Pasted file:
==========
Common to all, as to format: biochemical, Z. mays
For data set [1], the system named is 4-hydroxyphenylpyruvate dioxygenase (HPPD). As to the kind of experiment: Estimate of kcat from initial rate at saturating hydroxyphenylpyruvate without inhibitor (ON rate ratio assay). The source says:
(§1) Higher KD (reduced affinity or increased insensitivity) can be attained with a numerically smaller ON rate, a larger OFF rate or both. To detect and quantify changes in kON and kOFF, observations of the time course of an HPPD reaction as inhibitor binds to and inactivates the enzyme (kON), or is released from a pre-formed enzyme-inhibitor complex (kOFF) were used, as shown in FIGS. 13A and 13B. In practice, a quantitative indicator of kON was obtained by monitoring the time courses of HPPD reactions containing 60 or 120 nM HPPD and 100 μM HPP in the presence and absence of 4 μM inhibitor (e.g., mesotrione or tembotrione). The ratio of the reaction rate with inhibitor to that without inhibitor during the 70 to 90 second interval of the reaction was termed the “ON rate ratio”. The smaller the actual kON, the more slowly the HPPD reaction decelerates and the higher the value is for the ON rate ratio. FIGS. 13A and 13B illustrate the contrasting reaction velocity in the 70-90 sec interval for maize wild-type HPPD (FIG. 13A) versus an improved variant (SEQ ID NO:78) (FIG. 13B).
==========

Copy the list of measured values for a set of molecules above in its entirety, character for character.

Common to all, as to format: biochemical, Z. mays
For data set [1], the system named is 4-hydroxyphenylpyruvate dioxygenase (HPPD). As to the kind of experiment: Estimate of kcat from initial rate at saturating hydroxyphenylpyruvate without inhibitor (ON rate ratio assay). The source says:
(§1) Higher KD (reduced affinity or increased insensitivity) can be attained with a numerically smaller ON rate, a larger OFF rate or both. To detect and quantify changes in kON and kOFF, observations of the time course of an HPPD reaction as inhibitor binds to and inactivates the enzyme (kON), or is released from a pre-formed enzyme-inhibitor complex (kOFF) were used, as shown in FIGS. 13A and 13B. In practice, a quantitative indicator of kON was obtained by monitoring the time courses of HPPD reactions containing 60 or 120 nM HPPD and 100 μM HPP in the presence and absence of 4 μM inhibitor (e.g., mesotrione or tembotrione). The ratio of the reaction rate with inhibitor to that without inhibitor during the 70 to 90 second interval of the reaction was termed the “ON rate ratio”. The smaller the actual kON, the more slowly the HPPD reaction decelerates and the higher the value is for the ON rate ratio. FIGS. 13A and 13B illustrate the contrasting reaction velocity in the 70-90 sec interval for maize wild-type HPPD (FIG. 13A) versus an improved variant (SEQ ID NO:78) (FIG. 13B).